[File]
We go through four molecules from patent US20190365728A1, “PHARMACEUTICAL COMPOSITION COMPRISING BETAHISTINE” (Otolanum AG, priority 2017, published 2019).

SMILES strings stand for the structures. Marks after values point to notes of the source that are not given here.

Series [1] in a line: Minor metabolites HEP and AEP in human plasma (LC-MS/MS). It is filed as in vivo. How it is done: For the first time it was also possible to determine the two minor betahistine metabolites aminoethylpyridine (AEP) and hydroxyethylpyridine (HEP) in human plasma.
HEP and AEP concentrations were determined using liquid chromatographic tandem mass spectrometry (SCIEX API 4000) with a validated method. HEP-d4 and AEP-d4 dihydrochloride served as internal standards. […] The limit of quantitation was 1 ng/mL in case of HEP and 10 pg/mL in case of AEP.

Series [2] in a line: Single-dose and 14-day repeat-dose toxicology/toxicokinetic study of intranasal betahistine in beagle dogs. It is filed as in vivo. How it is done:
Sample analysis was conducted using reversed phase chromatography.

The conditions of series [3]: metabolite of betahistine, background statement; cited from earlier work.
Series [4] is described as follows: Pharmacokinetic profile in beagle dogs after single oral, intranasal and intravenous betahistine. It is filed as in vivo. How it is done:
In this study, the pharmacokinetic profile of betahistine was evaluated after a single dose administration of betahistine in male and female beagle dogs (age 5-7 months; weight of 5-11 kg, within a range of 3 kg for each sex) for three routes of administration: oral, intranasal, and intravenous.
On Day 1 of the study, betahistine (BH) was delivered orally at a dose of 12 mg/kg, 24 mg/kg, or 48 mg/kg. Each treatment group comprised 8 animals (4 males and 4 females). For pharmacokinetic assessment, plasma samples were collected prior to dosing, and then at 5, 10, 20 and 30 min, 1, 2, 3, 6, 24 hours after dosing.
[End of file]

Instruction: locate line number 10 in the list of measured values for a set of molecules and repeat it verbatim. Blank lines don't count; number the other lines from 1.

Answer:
On Day 1 of the study, betahistine (BH) was delivered orally at a dose of 12 mg/kg, 24 mg/kg, or 48 mg/kg. Each treatment group comprised 8 animals (4 males and 4 females). For pharmacokinetic assessment, plasma samples were collected prior to dosing, and then at 5, 10, 20 and 30 min, 1, 2, 3, 6, 24 hours after dosing.